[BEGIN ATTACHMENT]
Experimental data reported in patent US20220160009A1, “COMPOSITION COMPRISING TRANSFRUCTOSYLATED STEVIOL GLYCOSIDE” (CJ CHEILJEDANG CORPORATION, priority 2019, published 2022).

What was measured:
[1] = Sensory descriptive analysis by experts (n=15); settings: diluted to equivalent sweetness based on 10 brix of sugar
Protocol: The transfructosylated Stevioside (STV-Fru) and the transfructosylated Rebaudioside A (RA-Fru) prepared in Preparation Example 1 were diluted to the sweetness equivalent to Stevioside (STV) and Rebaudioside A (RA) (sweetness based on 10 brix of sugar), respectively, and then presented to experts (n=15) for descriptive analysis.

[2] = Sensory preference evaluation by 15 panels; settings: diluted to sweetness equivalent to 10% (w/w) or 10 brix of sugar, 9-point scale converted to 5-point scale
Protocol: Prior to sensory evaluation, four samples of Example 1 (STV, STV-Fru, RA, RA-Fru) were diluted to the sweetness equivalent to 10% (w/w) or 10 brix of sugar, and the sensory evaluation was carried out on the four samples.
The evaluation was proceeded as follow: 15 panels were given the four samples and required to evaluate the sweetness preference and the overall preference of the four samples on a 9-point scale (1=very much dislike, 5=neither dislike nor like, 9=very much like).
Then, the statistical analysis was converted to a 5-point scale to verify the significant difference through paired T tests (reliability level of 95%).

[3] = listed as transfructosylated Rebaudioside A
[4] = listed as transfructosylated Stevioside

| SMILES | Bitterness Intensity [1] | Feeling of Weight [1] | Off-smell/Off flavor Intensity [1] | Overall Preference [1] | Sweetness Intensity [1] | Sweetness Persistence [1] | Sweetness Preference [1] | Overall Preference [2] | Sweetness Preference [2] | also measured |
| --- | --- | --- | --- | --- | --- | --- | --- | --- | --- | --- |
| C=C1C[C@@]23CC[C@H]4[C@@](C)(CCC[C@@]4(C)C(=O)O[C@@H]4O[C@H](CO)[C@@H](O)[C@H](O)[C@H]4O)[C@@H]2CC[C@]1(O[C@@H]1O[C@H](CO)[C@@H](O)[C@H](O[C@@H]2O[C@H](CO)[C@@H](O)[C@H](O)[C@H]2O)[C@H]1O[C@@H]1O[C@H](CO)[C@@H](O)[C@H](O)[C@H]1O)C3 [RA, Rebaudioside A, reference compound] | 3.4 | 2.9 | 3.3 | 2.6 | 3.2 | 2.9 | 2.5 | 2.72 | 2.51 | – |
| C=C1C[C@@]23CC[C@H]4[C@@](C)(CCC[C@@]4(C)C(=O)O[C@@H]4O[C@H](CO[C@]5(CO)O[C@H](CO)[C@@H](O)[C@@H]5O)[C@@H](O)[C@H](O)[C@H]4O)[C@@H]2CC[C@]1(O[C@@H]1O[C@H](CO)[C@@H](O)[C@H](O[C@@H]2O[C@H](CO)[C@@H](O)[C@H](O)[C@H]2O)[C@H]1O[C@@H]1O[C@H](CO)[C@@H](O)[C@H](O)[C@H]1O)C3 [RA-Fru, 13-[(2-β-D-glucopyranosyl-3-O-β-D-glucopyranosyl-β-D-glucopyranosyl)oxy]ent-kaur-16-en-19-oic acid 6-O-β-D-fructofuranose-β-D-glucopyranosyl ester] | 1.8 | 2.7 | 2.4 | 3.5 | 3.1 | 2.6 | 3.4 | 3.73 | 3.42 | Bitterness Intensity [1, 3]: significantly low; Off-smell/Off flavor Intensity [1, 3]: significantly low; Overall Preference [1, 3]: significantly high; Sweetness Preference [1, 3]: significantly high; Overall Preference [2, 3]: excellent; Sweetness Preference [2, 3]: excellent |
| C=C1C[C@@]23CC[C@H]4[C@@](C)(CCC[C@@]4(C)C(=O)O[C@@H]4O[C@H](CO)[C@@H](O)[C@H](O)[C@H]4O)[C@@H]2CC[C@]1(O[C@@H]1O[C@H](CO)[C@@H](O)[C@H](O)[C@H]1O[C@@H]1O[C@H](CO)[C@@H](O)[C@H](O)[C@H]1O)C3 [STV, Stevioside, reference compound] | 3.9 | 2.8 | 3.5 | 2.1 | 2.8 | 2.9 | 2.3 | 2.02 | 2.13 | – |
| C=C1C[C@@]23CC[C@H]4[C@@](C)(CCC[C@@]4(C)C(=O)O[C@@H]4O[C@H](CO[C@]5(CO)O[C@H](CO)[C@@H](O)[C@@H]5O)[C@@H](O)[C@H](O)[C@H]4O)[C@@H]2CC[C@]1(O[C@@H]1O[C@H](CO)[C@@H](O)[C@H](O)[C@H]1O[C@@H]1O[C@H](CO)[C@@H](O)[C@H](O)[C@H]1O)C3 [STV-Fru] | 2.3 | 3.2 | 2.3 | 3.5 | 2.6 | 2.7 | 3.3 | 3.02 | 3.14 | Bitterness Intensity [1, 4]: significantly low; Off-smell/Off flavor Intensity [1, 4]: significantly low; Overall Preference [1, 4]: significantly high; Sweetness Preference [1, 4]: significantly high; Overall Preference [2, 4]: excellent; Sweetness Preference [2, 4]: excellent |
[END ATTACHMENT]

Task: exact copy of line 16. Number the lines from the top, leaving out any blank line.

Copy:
| C=C1C[C@@]23CC[C@H]4[C@@](C)(CCC[C@@]4(C)C(=O)O[C@@H]4O[C@H](CO[C@]5(CO)O[C@H](CO)[C@@H](O)[C@@H]5O)[C@@H](O)[C@H](O)[C@H]4O)[C@@H]2CC[C@]1(O[C@@H]1O[C@H](CO)[C@@H](O)[C@H](O)[C@H]1O[C@@H]1O[C@H](CO)[C@@H](O)[C@H](O)[C@H]1O)C3 [STV-Fru] | 2.3 | 3.2 | 2.3 | 3.5 | 2.6 | 2.7 | 3.3 | 3.02 | 3.14 | Bitterness Intensity [1, 4]: significantly low; Off-smell/Off flavor Intensity [1, 4]: significantly low; Overall Preference [1, 4]: significantly high; Sweetness Preference [1, 4]: significantly high; Overall Preference [2, 4]: excellent; Sweetness Preference [2, 4]: excellent |